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September 6, 2018
A current controversy brewing in Ukraine illustrates just how relevant the Soviet past is to Ukraine’s present and future—and just how powerful the forces are that aim to reconnect Ukraine and its former hegemon, Russia.

Ukrainian filmmakers have been working on a movie depicting the life and struggle of Vasiliy Stus, a Ukrainian writer and dissident who was tortured to death in a Siberian labor camp in 1985. He was a steadfast advocate for Ukraine’s independence back when the country was part of the USSR. Because of his poetry and critical views toward the regime, Stus was eventually accused of anti-Soviet activities and propaganda. In 1980, he was sentenced to ten years in labor camps, where he subsequently died six years later.  

During the trial, Stus was offered the assistance of a state attorney whose formal goal was to defend his client under the Soviet justice system. This job was given to Viktor Medvedchuk, a well-known lawyer who began working with Stus directly after the accusations had been presented. 

As Eugene Sverstiuk, another famous Ukrainian dissident, remembers, “When Stus met with the appointed lawyer, he realized that Medvedchuk had been raised by the aggressive communist regime; [Medvedchuk] didn’t want to defend his client and wasn’t interested in seeking justice.” After a brief conversation, Stus consequently refused Medvedchuk’s service, and eventually defended himself on his own.  

Ukraine gained independence five years after Stus’ death. By that time, Medvedchuk had managed to build a successful political career. In 2000-2001, he was appointed deputy speaker in the Ukrainian parliament; in 2002-2005, he served as head of Leonid Kuchma’s presidential administration.

In 2011, Medvedchuk launched Ukrainian Choice, a pro-Russian civil movement and political party. Its members advocated for Ukraine’s transformation into a federation, as well as the legalization of double citizenship and strengthening of Ukraine’s economic relationship with Russia.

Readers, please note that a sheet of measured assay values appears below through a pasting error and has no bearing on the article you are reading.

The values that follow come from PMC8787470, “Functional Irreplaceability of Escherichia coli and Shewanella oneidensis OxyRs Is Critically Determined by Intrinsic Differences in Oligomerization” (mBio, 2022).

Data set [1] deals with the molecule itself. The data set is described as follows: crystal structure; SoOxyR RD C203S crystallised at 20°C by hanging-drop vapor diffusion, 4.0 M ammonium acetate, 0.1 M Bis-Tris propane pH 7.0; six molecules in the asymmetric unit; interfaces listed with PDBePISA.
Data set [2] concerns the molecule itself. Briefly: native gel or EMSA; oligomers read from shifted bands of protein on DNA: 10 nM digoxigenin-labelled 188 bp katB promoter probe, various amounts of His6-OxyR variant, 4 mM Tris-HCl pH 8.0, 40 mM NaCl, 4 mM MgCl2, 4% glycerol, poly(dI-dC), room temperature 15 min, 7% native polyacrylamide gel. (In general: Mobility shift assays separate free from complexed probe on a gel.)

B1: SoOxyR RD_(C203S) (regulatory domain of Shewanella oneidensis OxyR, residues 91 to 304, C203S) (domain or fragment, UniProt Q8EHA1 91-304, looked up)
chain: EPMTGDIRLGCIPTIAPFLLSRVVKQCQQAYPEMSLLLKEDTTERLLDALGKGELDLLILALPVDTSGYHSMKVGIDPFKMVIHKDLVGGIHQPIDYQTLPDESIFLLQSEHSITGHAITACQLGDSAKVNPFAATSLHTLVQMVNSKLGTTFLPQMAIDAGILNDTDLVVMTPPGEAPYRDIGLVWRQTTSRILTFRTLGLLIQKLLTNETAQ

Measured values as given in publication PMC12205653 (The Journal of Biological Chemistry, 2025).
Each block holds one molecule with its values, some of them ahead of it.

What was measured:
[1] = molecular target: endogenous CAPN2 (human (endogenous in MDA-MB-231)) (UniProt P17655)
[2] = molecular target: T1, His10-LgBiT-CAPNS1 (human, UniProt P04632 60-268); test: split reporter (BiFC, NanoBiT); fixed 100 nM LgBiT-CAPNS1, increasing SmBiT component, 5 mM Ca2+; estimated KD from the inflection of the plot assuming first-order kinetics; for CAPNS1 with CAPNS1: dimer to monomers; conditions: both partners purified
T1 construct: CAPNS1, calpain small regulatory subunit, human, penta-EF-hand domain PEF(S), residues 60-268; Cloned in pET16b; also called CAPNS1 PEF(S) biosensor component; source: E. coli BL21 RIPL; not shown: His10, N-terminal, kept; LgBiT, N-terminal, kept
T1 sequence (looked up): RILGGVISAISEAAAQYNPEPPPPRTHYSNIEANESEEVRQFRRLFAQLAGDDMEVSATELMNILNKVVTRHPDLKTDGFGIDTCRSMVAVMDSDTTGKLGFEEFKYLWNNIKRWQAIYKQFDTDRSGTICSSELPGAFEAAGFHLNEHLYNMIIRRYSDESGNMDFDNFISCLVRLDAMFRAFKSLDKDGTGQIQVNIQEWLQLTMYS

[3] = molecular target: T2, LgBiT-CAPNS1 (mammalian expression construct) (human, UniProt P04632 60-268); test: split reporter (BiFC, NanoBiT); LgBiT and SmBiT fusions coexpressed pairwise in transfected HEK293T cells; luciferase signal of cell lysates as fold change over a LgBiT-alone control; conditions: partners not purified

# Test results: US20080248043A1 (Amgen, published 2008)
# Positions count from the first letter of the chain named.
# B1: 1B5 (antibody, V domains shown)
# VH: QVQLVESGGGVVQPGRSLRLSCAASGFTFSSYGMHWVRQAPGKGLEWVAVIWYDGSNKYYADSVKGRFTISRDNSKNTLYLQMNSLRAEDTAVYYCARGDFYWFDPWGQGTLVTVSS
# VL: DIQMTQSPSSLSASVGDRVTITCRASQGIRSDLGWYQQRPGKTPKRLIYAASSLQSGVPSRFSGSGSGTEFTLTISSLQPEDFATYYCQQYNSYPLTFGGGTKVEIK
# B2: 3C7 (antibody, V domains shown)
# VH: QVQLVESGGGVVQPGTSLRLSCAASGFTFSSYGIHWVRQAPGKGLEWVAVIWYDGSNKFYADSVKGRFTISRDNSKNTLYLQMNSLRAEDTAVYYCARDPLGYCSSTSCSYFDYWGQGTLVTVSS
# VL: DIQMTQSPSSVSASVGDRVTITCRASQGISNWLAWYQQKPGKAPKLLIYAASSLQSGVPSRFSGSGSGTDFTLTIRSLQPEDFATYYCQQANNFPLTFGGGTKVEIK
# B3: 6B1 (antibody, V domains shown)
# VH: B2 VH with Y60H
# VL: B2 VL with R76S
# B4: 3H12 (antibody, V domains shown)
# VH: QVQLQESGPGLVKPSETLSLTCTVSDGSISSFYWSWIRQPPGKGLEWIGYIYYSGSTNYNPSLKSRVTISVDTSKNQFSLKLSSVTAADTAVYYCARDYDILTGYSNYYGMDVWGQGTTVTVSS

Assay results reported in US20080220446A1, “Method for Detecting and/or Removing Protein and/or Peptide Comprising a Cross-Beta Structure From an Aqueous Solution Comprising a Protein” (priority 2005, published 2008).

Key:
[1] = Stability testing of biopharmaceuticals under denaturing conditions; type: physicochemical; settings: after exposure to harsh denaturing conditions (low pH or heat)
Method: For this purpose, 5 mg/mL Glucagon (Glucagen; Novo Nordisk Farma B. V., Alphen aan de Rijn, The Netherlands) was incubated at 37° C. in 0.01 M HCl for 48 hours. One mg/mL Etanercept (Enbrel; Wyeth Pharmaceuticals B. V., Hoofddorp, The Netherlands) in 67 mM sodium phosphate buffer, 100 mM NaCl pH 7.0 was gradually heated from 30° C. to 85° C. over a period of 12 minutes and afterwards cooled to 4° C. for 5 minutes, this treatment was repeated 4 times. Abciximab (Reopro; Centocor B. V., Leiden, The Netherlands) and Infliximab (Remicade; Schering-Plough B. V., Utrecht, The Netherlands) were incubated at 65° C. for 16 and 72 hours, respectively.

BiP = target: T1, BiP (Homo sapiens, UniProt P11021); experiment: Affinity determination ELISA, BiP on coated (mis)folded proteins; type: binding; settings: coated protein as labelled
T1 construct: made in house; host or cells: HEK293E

After Russia’s annexation of Crimea and invasion of the Donbas, Medvedchuk was among the first officials sanctioned by the US Department of the Treasury because of his pro-Kremlin position.

Nonetheless, after the Minsk II ceasefire agreement was signed in February 2015 between Ukraine, France, Germany, and Russia, Medvedchuk became an intermediary on humanitarian issues representing Ukraine. 

Throughout his career, Medvedchuk has never denied his pro-Russian sentiments, nor his close ties to the Kremlin. In a recent interview for Deutsche Welle, in fact, he stressed that he “uses his personal relationship with [President Vladimir] Putin for the Ukrainian interest.” In 2004, Putin became godfather to Medvedchuk’s daughter, Daria.      

During the filming of "Stus," Hennady Popenko—who plays Stus—claimed that the scene of the 1980 trial, including Medvedchuk’s role, had been cut from the first version of the film. Shortly afterward, the movie’s producer, Artem Denisov, confirmed it, explaining that his team was working under tight timeframes and that over a dozen other short scenes were also cut.

After the details about the altered scenes became available to the press, Medvedchuk denied accusations that he had pressured the movie’s team to remove them. He defended his own role in 1980, stressing that it was impossible to rescue Stus, as the KGB and other political institutions had already decided the dissident’s fate.

The movie’s producers eventually apologized on their official Facebook page and agreed to bring back a scene about the trial that illustrated Medvedchuk’s role.

Medvedchuk, meanwhile, isn’t hiding his ambitions to possibly return to Ukrainian politics. At the end of July, he joined the pro-Russian political party “For Life,” which currently enjoys relatively high ratings. According to polling conducted by KIIS in March, For Life had the support of 10.3 percent of voters, putting the party in fourth place.     

Sources also say that Medvedchuk plays an important behind-the-scenes role. Pro-Russian candidates are trying to settle on one presidential candidate, and insiders say that Medvedchuk is the mediator.

Another significant move that was recently revealed by journalists was the purchase of Channel 112 by Medvedchuk’s associates in August 2018. On August 25, Medvedchuk was the subject of a one-and-a-half-hour-long interview on the channel’s new TV show, “A Great Interview with a Great Politician,” where he stressed the importance of normalizing relations with Russia.

Without a doubt, Channel 112 will be loyal to its owners. On the other hand, the release of the movie “Stus” could seriously affect the image of Medvedchuk and his party during the campaign. The movie is scheduled to be released in February 2019, shortly before the March 31 presidential election.

Mykola Vorobiov is a Ukrainian journalist. He previously served as an Austrian Marshall Plan Foundation Fellow at Johns Hopkins University SAIS in Washington, DC.